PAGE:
Of the small-office, home-office routers evaluated, every one could be compromised with relative ease by hijacking DNS connections, exploiting HTTPS flaws, weaknesses in Universal Plug and Play services, cross-site-scripting attacks, file-traversal and source-code vulnerabilities, weaknesses in WiFi Protected Setup (WPS), buffer overflows or simply bypassing authentication requirements.
During late 2013 and early 2014, gangs of Polish hackers have robbed thousands of consumers by attacking home routers and changing DNS settings so they point at the attackers’ DNS servers rather than legitimate servers.
DNS is a big problem. Usually devices behind a SOHO router will receive their DNS info from the router via DHCP. The router has been configured by the owner using DNS settings from their ISP or they could use one of Google’s servers like 188.8.131.52. A user of their home network should expect a higher level of security unlike the open wifi people use on the road.
The simplest remedy is never allow router management access from the Internet. This is usually turned off by default. Routers should be set and forget so using the maintenance interface should be a rare occurrence. The TP-LINK outlined here requires a user to click a malicious link while in a management session according to this:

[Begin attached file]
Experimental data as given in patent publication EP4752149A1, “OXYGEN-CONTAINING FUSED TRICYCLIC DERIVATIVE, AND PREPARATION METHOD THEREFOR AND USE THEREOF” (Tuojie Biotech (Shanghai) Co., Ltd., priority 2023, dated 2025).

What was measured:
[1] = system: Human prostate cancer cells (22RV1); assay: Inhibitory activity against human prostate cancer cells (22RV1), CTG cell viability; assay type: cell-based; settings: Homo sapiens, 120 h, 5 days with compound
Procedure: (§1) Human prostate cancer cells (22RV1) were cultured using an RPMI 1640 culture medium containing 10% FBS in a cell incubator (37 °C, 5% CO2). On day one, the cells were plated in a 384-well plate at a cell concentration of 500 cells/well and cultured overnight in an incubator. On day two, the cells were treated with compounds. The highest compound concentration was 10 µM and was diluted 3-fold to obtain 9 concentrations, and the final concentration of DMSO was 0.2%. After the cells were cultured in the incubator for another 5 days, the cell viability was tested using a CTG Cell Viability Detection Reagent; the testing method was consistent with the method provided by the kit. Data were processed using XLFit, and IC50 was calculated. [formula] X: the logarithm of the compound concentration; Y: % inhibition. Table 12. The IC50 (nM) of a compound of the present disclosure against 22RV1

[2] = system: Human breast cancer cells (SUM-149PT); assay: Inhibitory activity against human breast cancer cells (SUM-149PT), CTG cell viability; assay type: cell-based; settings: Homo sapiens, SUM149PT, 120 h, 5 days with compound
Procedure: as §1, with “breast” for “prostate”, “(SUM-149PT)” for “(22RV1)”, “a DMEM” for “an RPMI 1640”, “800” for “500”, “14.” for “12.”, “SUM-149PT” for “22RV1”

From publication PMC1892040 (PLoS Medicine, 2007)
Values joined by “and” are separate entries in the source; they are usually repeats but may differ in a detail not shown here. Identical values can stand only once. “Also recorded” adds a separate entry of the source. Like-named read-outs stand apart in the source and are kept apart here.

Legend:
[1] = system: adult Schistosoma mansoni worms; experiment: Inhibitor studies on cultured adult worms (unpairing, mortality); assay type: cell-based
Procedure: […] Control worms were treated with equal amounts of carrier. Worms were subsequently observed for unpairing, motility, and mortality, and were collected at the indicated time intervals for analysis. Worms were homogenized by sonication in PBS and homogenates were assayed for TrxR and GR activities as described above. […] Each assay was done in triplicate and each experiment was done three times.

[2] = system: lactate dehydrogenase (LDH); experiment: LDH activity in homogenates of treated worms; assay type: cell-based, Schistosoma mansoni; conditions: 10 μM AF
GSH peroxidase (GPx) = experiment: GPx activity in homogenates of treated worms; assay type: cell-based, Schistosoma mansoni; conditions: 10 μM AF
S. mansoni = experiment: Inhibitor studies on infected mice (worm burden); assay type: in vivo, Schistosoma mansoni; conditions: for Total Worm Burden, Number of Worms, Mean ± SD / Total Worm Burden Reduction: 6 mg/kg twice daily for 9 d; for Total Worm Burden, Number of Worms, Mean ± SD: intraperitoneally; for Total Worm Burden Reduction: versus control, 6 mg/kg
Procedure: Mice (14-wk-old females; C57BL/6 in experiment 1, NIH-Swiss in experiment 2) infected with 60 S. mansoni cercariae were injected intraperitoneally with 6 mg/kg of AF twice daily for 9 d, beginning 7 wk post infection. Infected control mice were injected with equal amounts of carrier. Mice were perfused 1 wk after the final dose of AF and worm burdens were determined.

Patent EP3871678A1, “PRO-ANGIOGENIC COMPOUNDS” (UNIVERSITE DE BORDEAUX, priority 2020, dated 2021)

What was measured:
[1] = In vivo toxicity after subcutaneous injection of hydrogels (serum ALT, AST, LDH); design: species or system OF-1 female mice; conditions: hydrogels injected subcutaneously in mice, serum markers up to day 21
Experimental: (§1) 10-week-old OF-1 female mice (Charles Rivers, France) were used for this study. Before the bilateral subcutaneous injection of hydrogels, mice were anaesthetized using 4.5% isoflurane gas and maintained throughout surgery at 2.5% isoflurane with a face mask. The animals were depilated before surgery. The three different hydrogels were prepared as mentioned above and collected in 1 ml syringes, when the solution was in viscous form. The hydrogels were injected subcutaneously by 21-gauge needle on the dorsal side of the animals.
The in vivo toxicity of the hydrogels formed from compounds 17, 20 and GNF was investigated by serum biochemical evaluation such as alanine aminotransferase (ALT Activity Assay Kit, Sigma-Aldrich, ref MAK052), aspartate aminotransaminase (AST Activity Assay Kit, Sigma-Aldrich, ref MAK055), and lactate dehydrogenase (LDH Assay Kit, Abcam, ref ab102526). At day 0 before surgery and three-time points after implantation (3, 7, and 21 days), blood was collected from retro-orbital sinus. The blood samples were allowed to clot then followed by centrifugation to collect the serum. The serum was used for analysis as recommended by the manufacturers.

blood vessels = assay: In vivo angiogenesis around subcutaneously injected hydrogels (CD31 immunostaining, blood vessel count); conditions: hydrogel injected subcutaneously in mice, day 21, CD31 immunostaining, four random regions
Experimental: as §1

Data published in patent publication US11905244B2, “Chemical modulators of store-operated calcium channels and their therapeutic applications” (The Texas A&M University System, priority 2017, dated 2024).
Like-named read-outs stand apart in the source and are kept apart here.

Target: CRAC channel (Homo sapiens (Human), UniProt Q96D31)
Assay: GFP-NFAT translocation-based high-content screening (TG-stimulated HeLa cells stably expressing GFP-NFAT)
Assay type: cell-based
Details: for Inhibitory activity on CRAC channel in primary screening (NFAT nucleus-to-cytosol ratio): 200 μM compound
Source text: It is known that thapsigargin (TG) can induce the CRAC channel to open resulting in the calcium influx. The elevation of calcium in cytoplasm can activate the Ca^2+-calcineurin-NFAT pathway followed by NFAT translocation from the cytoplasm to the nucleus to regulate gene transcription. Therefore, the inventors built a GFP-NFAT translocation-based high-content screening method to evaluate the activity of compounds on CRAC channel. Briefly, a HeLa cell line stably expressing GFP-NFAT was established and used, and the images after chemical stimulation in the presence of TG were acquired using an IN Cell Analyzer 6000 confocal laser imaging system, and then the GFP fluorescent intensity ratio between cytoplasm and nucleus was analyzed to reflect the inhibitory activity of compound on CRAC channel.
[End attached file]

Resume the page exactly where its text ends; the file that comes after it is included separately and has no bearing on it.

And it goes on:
- The victim must have an active management session with the WR1043N.
- The victim must be fooled in to performing an action (e.g., by clicking an attacker provided link), browse to a malicious or compromised site, or be the victim of a man-in-the-middle attack.
Here again the user gets tricked into becoming compromised so this wouldn’t be a problem if the user simply entered the management interface of the router, made changes, and left. There’s no point lingering around in a management session.
A physical dedicated firewall sitting between the Internet and treating all routers as dumb access points makes for an added layer of security. All SOHO routers are relatively cheap embedded devices. It is impractical to even expect them to defend against all possible exploits. By virtue of being on the Internet everyone gets constantly scanned by bots. That only poses a problem if the bot sees a vulnerability and phones home listing your device as a possible target.